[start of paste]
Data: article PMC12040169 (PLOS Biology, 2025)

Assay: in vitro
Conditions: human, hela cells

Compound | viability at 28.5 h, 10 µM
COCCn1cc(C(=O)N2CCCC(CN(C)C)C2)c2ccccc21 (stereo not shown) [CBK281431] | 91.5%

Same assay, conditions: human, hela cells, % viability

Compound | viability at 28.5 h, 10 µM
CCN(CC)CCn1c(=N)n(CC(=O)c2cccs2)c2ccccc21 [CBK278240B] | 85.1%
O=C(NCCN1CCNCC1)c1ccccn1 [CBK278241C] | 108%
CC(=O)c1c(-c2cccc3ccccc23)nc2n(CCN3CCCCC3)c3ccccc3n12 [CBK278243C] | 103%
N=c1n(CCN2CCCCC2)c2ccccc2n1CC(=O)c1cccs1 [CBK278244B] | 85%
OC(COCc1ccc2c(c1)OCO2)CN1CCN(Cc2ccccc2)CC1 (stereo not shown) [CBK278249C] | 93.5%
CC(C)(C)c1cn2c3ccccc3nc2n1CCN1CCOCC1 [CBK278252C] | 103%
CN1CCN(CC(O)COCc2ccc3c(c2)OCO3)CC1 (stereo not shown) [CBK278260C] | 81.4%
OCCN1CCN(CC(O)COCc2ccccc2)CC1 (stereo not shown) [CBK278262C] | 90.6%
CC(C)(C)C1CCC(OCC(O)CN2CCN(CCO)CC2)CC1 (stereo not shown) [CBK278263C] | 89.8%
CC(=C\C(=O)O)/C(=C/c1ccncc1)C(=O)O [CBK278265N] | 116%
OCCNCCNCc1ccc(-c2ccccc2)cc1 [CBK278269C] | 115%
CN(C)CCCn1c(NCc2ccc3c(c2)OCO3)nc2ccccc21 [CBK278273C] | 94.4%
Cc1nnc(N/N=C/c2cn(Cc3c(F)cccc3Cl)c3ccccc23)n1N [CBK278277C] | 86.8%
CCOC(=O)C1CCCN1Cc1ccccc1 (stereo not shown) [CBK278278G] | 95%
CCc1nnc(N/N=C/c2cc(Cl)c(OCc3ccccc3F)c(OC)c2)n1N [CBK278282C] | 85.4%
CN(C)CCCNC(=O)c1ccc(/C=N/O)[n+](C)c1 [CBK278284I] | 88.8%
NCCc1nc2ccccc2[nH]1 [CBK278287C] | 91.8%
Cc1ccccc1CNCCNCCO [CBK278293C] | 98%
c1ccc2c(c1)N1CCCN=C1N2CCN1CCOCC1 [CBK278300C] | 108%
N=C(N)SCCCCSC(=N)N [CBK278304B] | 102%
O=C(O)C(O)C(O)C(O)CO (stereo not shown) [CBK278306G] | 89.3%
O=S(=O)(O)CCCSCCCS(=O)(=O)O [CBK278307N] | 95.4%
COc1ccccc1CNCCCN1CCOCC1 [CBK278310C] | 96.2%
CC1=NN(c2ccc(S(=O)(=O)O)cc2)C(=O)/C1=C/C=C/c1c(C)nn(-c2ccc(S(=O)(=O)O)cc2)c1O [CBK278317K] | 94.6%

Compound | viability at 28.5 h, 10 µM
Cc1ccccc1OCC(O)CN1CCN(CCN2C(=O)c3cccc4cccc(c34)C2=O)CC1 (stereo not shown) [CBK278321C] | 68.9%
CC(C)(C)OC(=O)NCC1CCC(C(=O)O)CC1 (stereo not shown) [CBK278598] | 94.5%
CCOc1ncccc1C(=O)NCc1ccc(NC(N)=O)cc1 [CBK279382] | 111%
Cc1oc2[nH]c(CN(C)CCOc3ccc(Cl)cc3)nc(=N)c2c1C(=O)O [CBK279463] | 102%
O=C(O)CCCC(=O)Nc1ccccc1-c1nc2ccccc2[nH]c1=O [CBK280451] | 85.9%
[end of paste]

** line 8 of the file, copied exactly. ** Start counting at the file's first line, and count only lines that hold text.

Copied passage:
CCN(CC)CCn1c(=N)n(CC(=O)c2cccs2)c2ccccc21 [CBK278240B] | 85.1%